So far, the extent of flaws exploited by hackers have not been revealed, but it is believed that using the flaws hackers can locate or redirect users’ calls to themselves or anywhere in the world before forwarding to the intended recipient, listen to calls as they happen, and record hundreds of encrypted calls and texts at a time for later decryption.

No matter how much strong or advanced encryption the carriers are using, for example AT&T and Verizon use 3G and 4G networks for calls, messages, and texts sent from people within the same network, but the use of that old and insecure SS7 for sending data across networks the backdoor open for hackers.

Not just this, use of SS7 protocol also makes the potential to defraud users and cellular carriers, according to the researchers.

ACLU – STOP USING TELEPHONE SERVICE, BUT WAIT!! IS THAT POSSIBLE?

The American Civil Liberties Union (ACLU) has also warned people against using their handset in light of the breaches.

“Don’t use the telephone service provided by the phone company for voice. The voice channel they offer is not secure,” principle technologist Christopher Soghoian told Gizmodo. “If you want to make phone calls to loved ones or colleagues and you want them to be secure, use third-party tools. You can use FaceTime, which is built into any iPhone, or Signal, which you can download from the app store. These allow you to have secure communication on an insecure channel.”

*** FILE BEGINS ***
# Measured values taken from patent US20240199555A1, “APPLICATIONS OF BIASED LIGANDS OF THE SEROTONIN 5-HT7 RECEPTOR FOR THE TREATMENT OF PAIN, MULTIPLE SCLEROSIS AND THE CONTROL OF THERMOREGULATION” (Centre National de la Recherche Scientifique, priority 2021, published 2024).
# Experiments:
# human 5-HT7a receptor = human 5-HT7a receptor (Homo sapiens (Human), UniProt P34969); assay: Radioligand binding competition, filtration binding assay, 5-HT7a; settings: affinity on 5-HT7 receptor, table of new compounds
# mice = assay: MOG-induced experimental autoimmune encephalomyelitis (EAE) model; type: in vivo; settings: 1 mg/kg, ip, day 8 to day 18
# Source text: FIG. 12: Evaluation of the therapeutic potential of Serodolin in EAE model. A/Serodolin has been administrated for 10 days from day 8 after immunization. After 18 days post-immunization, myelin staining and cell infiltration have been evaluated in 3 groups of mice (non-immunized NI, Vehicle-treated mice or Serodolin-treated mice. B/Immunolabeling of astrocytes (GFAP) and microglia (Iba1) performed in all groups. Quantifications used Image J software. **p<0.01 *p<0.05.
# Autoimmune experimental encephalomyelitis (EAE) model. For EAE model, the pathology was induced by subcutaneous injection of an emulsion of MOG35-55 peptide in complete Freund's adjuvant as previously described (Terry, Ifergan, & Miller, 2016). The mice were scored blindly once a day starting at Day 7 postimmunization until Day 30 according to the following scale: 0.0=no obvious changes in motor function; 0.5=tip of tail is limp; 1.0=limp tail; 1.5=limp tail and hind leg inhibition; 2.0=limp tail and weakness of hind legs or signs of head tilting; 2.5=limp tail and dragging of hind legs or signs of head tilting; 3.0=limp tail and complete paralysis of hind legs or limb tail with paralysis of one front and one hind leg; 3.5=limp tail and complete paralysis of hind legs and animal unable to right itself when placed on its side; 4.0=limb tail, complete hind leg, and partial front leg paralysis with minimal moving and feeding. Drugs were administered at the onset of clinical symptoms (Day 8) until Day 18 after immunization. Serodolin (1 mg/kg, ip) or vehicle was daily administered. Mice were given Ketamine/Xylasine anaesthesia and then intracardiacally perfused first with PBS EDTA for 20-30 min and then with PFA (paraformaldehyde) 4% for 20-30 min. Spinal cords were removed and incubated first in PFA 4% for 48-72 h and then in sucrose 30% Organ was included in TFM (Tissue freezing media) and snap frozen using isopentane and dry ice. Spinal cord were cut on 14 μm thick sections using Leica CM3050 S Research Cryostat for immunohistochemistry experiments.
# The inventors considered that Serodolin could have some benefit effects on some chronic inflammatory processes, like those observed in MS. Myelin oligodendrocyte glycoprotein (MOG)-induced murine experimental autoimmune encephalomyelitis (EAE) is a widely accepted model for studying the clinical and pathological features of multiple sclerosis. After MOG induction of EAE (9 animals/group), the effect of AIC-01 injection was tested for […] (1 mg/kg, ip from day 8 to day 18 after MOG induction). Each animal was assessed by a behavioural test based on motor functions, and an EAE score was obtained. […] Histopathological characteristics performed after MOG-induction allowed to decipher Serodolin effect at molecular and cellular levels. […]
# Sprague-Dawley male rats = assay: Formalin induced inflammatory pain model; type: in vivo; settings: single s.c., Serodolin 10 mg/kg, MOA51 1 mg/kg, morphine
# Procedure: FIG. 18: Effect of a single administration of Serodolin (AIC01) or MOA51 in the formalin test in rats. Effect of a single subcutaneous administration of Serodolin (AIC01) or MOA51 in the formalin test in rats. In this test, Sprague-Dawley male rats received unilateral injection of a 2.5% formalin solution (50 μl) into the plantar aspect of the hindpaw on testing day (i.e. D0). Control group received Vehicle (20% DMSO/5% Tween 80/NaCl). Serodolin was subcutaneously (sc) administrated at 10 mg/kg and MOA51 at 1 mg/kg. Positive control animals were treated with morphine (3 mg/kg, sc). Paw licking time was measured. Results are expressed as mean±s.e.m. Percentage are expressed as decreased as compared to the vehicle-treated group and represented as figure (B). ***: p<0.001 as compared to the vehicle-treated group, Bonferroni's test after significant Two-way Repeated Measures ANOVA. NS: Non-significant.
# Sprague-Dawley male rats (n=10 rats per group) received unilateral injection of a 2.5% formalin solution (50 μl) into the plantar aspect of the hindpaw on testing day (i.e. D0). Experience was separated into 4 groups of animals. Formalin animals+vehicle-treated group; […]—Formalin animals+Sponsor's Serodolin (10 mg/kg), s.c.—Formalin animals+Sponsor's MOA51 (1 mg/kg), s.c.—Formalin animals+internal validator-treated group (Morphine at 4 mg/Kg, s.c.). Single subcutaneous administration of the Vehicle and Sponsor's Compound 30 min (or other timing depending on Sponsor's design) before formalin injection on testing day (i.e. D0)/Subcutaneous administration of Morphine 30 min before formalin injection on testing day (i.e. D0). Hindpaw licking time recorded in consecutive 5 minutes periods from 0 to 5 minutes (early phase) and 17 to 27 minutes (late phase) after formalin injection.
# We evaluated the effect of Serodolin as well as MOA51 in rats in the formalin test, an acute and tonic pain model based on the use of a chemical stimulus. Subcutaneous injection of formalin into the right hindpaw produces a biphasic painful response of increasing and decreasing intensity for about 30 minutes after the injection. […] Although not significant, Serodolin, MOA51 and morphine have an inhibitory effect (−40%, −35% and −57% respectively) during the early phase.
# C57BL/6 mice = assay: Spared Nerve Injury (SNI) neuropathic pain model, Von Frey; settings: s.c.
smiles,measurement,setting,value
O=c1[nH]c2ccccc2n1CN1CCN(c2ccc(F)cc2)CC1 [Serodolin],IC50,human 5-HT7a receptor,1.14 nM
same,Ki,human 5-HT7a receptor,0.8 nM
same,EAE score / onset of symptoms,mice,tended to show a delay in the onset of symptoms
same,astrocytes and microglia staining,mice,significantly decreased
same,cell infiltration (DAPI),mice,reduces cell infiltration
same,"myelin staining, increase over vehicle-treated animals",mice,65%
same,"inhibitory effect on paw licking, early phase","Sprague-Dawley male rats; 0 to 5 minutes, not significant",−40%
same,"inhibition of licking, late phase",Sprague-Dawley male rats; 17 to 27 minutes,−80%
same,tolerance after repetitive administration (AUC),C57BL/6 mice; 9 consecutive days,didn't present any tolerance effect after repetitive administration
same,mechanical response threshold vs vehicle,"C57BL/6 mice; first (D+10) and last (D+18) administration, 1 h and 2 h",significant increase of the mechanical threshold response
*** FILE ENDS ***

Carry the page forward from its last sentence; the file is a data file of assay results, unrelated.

Soghoian also believes that security agencies – like the United states’ NSA and British security agency GCHQ – could be using these flaws. “Many of the big intelligence agencies probably have teams that do nothing but SS7 research and exploitation. They’ve likely sat on these things and quietly exploited them,” he said.

However, the poor security capabilities of SS7 protocol is not hidden from the people and its not at all a new, just three months ago we reported How a Cell Phone User Can be Secretly Tracked Across the Globe. But the era where each and every person care about privacy and security of their data, things like this really publicize exactly how big this threat really is and make many worried of its consequences.

 

 
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Posted by on December 22, 2014 in Technology

 

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Top 5 Laptops of 2014

Top 5 Laptops of 2014

Microsoft Surface Pro 3: http://cnet2.cbsistatic.com/

 

Laptops are facing a lot of competition from tablets and even large smartphones, but they’re still the mainstay device for getting work done. Here are the best of 2014.

13-inch MacBook Air

The MacBook Air hasn’t changed much over the past few years, but that’s a testament to its design, which was introduced more than four years ago. The 13-inch MacBook Air has always been one of the lightest (just under 3 pounds) and thinnest laptops, and it has incredible battery life. Its most recent iteration packs Intel’s latest silicon and can run for 12 hours or more in common usage scenarios.